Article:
After making this list, it became clear that I needed some help. I wanted my son to feel confident in these things and I knew that he might not consider me an expert in all of them. As a result, one of the best courses he took as part of our high school homeschool was a College and Career Readiness class with Mr. D Math.

Mr. D Math’s College and Career Readiness Course

This program allowed him to learn online with someone he perceived as an subject matter expert. It gave life skills weight in his mind and eased my own.

Mr. D Math’s College and Career Readiness Course includes the following units of study:

  • Goal Setting
  • Time Management
  • Introduction To Financial Literacy
  • Check Writing, Credit Cards, and Bank Accounts
  • Introduction To The Stock Market
  • Advocating For Yourself
  • Determining Your Own Learning Style
  • Career Assessments
  • Researching A Company Or University
  • A College Campus Virtual Field Trip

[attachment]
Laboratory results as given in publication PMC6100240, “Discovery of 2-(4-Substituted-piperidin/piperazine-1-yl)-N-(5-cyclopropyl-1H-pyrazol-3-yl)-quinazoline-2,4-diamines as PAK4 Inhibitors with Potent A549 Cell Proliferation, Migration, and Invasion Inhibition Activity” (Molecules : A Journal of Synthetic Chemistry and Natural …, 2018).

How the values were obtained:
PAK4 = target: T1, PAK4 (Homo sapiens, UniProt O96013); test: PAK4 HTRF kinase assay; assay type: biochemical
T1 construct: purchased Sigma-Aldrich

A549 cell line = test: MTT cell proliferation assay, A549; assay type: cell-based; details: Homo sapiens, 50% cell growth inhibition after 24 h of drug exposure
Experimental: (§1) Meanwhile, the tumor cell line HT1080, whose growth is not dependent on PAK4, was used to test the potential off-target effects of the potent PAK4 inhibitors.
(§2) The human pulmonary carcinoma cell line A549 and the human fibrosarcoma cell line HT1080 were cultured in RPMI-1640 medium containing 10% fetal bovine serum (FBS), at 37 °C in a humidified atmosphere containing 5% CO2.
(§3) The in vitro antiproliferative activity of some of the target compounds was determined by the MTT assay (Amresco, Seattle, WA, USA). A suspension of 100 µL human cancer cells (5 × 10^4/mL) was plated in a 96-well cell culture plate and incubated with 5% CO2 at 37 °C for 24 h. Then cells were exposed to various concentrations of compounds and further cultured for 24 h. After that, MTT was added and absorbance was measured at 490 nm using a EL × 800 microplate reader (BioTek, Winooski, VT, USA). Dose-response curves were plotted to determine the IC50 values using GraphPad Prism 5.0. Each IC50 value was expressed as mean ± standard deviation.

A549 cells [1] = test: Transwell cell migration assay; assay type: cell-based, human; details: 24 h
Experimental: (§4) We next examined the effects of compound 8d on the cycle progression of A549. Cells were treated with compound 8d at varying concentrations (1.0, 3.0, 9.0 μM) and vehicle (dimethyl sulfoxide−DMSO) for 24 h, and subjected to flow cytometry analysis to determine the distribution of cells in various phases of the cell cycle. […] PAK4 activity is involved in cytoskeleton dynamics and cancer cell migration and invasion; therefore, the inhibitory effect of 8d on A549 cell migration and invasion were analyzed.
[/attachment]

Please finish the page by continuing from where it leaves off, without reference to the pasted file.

• A Career Virtual Field Trip
  • Resume Writing

My son completed this course one year ago. In the months since, he has lived on his own, advocated for special needs accommodations with his college, filled out a job application, survived his first job interview and completed his first I-9 for employment (along with about a thousand other new experiences).

This course helped him feel confident in his own abilities as he began “adulting” through life.

Here’s an example:

When he was completing the new hire paperwork for his part-time job at the campus library, he had all of his banking information with him and ready to complete his direct deposit request.